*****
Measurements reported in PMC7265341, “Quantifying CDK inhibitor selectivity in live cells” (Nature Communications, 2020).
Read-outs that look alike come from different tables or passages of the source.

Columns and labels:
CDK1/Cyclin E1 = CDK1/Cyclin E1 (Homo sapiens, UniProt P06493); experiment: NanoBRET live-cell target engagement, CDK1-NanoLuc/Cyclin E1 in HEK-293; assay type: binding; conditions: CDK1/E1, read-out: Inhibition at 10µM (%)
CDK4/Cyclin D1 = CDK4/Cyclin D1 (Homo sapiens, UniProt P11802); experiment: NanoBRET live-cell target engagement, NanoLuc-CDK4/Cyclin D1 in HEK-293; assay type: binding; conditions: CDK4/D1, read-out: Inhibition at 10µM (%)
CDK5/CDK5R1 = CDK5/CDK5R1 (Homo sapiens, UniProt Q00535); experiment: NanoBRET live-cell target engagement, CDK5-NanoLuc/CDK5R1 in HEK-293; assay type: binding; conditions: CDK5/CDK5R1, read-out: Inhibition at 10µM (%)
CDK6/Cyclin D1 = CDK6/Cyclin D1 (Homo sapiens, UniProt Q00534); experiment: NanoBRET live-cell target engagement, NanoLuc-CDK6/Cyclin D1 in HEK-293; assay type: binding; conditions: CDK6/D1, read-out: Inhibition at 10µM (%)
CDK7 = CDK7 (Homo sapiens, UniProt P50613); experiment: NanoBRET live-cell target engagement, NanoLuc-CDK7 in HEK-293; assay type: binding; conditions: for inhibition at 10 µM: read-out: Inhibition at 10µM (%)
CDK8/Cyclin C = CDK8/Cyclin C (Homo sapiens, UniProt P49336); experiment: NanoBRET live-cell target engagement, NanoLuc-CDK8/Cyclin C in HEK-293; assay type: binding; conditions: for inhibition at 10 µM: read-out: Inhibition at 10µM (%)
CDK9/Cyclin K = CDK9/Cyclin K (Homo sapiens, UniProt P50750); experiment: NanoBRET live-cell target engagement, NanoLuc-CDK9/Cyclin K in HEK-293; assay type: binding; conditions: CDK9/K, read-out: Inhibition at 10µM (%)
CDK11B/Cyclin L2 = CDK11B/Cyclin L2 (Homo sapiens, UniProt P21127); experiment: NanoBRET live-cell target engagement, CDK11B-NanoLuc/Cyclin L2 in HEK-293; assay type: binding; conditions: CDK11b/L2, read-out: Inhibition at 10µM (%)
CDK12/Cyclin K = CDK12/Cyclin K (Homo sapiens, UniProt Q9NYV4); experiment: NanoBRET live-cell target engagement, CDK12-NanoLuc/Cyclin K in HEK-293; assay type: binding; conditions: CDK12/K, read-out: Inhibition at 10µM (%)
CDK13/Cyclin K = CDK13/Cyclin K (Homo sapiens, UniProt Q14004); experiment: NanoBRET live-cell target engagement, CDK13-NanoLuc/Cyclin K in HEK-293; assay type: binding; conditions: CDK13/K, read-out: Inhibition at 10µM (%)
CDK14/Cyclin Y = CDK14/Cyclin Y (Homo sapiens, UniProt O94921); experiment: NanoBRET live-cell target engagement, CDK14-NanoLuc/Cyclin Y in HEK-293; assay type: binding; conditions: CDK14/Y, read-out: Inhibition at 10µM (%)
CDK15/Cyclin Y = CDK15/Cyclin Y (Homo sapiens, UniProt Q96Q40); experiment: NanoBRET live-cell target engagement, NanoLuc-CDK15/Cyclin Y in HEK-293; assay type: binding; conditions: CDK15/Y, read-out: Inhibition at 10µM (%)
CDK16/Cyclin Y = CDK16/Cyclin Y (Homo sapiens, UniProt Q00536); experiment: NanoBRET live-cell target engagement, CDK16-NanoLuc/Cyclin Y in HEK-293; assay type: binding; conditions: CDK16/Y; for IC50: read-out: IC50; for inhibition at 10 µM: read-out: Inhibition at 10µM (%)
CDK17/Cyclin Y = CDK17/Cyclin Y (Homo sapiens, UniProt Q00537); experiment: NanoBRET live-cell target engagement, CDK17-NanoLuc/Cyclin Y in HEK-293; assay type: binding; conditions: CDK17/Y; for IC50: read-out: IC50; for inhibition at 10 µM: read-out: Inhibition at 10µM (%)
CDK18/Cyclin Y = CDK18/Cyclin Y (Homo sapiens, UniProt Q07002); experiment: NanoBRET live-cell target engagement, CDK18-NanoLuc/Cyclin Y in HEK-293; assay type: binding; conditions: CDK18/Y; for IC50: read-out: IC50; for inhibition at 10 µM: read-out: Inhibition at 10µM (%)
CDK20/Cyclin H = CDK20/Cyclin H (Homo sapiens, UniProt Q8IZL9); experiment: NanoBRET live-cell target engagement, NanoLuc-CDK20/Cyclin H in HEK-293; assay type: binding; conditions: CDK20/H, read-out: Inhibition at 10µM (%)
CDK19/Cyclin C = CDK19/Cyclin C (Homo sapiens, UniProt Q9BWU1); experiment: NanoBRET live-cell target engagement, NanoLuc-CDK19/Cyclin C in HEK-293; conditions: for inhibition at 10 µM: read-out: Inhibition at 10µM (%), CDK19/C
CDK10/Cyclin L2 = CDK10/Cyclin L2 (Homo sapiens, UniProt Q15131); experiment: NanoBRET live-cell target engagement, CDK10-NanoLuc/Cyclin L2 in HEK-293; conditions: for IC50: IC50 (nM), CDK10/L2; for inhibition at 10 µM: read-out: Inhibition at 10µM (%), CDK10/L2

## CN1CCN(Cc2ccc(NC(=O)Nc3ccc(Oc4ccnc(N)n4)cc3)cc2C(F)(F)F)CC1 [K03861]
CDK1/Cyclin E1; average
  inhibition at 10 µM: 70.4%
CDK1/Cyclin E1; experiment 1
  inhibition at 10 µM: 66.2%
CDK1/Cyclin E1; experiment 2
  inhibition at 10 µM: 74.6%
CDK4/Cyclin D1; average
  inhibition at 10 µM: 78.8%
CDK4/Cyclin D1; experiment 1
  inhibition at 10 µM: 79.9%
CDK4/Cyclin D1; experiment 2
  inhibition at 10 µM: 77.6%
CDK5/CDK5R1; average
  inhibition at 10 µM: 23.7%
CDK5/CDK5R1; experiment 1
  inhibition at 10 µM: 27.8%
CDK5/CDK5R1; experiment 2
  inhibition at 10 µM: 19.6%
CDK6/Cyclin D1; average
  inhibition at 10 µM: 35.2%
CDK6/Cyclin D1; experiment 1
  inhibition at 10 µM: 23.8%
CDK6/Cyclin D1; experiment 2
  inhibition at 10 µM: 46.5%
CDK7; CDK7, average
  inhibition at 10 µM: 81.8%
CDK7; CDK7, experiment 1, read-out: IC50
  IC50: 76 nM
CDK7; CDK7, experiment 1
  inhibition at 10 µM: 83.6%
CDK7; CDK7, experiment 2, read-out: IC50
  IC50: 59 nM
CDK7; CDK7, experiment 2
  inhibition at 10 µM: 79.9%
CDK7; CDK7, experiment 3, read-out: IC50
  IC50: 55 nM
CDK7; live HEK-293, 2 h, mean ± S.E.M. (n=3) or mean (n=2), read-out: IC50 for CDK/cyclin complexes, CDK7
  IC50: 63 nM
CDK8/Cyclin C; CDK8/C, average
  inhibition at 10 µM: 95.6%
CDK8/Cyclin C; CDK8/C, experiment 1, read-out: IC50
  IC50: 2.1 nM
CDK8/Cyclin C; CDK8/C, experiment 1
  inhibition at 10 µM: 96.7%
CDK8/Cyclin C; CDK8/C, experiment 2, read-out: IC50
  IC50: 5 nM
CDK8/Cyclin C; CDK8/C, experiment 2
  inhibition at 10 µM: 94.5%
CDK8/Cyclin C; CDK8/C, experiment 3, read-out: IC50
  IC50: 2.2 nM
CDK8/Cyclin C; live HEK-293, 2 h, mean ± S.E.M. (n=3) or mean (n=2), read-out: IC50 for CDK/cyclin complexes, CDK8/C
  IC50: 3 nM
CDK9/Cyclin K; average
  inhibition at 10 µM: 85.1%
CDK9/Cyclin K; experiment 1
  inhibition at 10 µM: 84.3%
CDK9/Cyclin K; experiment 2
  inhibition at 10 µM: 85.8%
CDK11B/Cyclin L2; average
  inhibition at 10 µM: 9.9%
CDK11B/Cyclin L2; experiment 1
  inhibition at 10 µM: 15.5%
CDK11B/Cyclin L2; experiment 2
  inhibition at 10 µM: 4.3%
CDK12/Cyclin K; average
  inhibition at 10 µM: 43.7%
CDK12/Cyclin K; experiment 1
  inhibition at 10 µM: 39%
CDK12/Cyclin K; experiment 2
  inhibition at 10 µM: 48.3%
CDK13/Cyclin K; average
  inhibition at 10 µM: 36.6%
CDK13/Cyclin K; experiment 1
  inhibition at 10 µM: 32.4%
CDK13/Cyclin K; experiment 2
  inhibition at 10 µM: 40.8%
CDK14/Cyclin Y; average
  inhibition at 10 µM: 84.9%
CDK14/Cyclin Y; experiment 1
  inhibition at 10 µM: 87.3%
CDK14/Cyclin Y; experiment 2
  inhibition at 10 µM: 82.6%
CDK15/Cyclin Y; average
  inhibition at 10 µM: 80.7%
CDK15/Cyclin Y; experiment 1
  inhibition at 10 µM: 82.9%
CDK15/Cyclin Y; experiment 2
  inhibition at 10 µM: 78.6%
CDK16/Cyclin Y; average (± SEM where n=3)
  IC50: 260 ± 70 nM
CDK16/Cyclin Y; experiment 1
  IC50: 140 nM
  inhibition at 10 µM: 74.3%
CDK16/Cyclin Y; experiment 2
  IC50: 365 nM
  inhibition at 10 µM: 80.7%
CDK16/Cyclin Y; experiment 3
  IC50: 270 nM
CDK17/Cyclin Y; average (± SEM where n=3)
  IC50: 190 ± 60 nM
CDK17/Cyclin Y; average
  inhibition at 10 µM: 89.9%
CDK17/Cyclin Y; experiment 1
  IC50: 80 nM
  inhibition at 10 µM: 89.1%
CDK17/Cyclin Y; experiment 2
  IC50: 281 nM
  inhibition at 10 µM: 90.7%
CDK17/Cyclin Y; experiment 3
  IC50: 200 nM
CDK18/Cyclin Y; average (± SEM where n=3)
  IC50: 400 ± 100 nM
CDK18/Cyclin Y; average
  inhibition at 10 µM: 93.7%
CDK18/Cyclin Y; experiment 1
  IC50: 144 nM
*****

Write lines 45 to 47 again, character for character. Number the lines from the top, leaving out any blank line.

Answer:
CDK6/Cyclin D1; experiment 2
  inhibition at 10 µM: 46.5%
CDK7; CDK7, average